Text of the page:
US man freed by DNA evidence after 35 years in prison
James Bain contacted his mother by mobile phone when he left jail
A US man has become the longest-serving prisoner to be freed after DNA evidence proved he was innocent of the crime he was convicted of three decades ago.
James Bain spent 35 years in jail after being found guilty of kidnapping and raping a nine-year-old boy in 1974.
On his release from prison in Florida on Thursday, he told the BBC he was not angry and his faith had helped him.
He has always maintained his innocence, but was only allowed a review of his case following an appeal.
During his final court hearing signalling his release, Mr Bain wore a T-shirt with the words "Not Guilty" on it.
The 54-year-old, who was jailed at the age of 19, told the BBC's World Today programme that he felt very emotional and "extremely great".
'In God's hands'
He said his first duty upon his release was to see his mother.
"I felt so good but because of her [my mother's] health I had to go to the house. She never gave up, the same as [me]."
He said the support of his family and his religious faith had helped him get through his ordeal.
He walked out of the courthouse, a free man, a free man in America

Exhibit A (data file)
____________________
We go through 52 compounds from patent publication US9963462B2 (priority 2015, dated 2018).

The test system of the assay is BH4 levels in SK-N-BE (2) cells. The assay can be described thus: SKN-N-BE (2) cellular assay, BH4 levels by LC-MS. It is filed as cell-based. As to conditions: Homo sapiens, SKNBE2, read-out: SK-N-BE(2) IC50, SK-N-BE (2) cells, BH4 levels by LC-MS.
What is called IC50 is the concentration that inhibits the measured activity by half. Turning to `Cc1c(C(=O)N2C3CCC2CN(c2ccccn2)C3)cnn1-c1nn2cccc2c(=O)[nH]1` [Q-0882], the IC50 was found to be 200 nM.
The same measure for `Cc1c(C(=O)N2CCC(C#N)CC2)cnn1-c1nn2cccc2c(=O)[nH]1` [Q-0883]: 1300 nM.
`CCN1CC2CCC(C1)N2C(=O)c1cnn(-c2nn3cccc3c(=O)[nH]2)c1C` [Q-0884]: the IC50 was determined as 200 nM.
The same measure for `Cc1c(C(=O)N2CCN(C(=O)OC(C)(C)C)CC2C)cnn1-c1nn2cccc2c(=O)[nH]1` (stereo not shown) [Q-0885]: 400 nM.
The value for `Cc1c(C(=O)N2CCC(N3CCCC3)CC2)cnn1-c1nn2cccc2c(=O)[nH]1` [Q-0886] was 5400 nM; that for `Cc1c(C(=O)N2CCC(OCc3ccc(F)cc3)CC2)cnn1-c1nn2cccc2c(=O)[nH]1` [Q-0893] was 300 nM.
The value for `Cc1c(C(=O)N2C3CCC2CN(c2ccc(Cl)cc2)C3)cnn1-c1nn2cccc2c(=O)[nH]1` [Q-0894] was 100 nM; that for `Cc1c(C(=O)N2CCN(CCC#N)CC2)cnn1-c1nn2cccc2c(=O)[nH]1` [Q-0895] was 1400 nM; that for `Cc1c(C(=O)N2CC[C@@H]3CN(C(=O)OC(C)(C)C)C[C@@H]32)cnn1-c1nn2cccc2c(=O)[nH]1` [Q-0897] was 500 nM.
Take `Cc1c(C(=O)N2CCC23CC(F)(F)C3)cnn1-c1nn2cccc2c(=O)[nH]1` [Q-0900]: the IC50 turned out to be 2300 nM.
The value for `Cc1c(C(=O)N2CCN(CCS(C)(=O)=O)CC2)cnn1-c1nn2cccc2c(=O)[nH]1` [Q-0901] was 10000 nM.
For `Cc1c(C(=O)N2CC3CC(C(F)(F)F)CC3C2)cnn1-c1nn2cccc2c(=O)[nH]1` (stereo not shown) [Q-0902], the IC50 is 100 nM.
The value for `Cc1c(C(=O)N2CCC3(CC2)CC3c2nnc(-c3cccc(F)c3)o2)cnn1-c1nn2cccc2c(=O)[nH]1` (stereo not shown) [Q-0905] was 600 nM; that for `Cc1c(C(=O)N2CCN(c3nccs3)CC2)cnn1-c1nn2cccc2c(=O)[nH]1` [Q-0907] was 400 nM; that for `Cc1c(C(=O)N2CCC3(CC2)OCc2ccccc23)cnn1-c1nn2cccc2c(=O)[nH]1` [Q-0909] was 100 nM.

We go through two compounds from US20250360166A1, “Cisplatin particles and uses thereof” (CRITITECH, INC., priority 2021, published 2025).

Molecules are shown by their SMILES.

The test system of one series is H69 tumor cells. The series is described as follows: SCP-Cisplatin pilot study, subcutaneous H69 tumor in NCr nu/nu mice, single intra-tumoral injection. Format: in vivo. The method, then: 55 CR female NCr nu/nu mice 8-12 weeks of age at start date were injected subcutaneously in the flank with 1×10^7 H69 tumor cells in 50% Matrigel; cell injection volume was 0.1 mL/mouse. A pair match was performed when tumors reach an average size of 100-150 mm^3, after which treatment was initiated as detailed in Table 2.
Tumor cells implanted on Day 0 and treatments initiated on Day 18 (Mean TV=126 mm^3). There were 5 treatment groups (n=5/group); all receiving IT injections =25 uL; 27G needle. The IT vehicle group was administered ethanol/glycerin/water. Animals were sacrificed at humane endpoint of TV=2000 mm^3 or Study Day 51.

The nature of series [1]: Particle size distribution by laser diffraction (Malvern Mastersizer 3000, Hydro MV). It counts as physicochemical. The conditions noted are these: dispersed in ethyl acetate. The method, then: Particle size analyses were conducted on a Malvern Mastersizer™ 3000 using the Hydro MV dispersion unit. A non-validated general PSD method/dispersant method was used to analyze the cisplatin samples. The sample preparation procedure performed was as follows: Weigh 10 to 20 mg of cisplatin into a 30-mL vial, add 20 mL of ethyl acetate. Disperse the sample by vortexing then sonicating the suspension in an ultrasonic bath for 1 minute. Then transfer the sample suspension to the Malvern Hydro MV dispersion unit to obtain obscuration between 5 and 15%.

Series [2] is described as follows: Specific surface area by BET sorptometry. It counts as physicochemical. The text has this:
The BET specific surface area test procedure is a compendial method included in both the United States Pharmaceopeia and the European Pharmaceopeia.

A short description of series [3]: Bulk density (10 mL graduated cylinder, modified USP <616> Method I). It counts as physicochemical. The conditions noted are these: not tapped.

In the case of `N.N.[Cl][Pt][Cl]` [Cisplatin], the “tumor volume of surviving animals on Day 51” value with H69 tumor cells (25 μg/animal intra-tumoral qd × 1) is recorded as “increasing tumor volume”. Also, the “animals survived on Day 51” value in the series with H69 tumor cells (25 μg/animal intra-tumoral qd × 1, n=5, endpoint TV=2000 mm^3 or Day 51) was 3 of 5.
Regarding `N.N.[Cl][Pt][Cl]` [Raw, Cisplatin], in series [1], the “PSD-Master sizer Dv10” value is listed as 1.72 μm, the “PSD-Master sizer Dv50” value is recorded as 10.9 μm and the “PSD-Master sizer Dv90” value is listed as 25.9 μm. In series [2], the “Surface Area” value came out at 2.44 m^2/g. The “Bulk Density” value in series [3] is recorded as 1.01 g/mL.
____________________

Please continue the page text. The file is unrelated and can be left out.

"[It] just was the right time for God to release me from this. I just had to be very patient for that... I cannot feel angry. I put all that in God's hands," he said.
After leaving Polk County courthouse, Mr Bain said he hoped to return to school and he was looking forward to eating fried turkey and drinking Dr Pepper.
The Innocence Project of Florida helped co-ordinate Mr Bain's release. It says that he was imprisoned for far longer than any of the other 246 inmates exonerated by DNA evidence across the US.
Mr Bain was freed after filing several petitions asking for his case to be reviewed and DNA tests to be carried out.
Most of these were thrown out but following an order by a judge, test results which came in last week showed Mr Bain was innocent.
He had been convicted mainly on the strength of the victim identifying him out of a line-up, although tests available at the time did not definitely link him to the crime, the Associated Press reported.
Mr Bain said he had been watching television with his twin sister when the crime occurred.
Innocence Project of Project lawyer Seth Miller told the World Today: "He walked out of the courthouse, a free man, a free man in America.
"And the family's excited to have Jamie back with them and this is the first day of the rest of his life and we're excited to be able to share it with him."
Last year Florida passed a law that means Mr Bain is entitled to $1.75m (£1.08m) for the time he spent in jail while innocent.
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